The first thing you should do is check to see if your information has been impacted by this breach. On the official Equifax Data Breach Settlement website, you can enter your last name and the last six digits of your social security number to see if your data was part of the breach. Make sure you are using the official, government approved website before entering any personal information. If you determine that your data was indeed breached, you have a few things to consider. The settlement includes three options for compensation:

– A one-time payment of up to $125

– 10 years of free credit monitoring services

– A one-time payment of up to $20,000 if you can prove you spent time or money on identity theft services due to the data breach

In order to receive any of the above compensations, you must fill out the application on the website by January 22, 2020. You can also choose to opt out of the settlement. In order to officially opt out, you must formally exclude yourself by November 19 of this year.

It is important to consider how this breach could impact you before you decide on a settlement option. Despite the low payout amount, consumers should not take this data breach lightly. Once your private, identifying information has been leaked, it can spread indefinitely. Data hackers can sell and re-sell your information forever. If your information is actively being used, $125 is not even close to enough money to cover the cost it will take to repair and protect your finances. Equifax has allotted $425 million for financial compensation—meaning actual, per person payments will likely be much less than the $125 listed. Early applicants will have a better chance of getting the full amount.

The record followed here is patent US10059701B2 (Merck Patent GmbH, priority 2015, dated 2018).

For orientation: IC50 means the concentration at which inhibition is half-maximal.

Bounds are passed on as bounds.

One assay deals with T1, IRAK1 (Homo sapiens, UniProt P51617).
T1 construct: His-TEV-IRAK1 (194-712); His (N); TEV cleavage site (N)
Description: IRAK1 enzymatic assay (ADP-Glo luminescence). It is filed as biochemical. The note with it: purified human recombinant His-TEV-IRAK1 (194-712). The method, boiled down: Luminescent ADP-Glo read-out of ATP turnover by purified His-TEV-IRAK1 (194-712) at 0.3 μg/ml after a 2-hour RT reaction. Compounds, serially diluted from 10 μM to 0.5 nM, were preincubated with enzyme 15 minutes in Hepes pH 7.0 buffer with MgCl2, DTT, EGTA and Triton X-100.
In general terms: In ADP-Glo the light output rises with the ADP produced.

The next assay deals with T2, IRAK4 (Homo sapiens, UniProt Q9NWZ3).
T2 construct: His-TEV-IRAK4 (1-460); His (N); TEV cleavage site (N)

Because of this, financial advisors are suggesting that consumers opt for the free credit monitoring or exclude themselves from the settlement all together. Credit monitoring and identity theft services could serve you much better than $125 in the unfortunate event that your information is being sold on the dark web. Opting out of the settlement would allow you to sue Equifax as an individual, giving you more legal power to recuperate your financial losses in the event of a significant identity theft situation. Additionally, if your information has been seriously compromised and you have experienced significant financial loss due to identity theft, it is important to speak with a NJ lawyer who has experience with identity theft.

The one thing you can and should do right away in response to the Equifax data breach is to start practicing better cyber hygiene. Hackers look for more than just social security numbers and credit card information. Oversharing other personal information can be just as costly online. To protect yourself from identity theft online, these three steps can help keep your information secure: